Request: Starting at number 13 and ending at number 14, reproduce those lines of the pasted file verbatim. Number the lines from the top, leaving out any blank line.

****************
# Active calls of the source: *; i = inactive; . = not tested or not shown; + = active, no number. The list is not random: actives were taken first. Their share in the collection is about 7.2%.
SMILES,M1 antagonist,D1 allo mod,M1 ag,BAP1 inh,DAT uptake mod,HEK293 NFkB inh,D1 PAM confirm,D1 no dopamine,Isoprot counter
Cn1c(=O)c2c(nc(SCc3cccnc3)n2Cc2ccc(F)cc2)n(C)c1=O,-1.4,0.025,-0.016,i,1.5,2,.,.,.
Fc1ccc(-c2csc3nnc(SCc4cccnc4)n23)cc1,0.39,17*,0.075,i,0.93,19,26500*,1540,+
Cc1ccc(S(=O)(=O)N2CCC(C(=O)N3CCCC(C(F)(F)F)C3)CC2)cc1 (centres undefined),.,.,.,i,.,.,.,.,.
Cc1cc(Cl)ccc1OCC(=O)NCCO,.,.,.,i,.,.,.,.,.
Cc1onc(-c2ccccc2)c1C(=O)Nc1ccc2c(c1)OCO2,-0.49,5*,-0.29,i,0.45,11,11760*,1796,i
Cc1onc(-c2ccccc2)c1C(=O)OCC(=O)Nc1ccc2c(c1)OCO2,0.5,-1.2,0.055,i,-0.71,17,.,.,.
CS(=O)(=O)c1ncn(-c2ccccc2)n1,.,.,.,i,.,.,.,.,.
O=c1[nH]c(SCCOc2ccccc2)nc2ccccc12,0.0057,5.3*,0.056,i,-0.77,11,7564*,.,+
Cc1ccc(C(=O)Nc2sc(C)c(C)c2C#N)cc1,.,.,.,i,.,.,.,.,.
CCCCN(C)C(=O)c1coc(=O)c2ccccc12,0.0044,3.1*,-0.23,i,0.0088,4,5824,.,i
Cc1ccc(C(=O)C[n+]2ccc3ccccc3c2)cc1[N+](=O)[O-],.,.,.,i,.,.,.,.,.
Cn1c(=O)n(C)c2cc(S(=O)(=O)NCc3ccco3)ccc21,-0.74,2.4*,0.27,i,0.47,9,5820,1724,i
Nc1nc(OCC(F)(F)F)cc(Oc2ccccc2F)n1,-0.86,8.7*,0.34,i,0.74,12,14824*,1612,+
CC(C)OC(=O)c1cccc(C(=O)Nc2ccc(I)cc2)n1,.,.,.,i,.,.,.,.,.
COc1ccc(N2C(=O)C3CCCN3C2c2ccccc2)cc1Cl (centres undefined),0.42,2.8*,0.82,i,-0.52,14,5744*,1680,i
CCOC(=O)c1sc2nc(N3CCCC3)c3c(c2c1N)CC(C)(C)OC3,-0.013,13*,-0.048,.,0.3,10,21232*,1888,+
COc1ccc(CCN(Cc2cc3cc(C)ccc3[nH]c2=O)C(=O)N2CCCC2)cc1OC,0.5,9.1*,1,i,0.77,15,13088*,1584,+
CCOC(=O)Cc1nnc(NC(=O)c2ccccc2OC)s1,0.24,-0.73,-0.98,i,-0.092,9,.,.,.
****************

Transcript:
Cc1ccc(C(=O)C[n+]2ccc3ccccc3c2)cc1[N+](=O)[O-],.,.,.,i,.,.,.,.,.
Cn1c(=O)n(C)c2cc(S(=O)(=O)NCc3ccco3)ccc21,-0.74,2.4*,0.27,i,0.47,9,5820,1724,i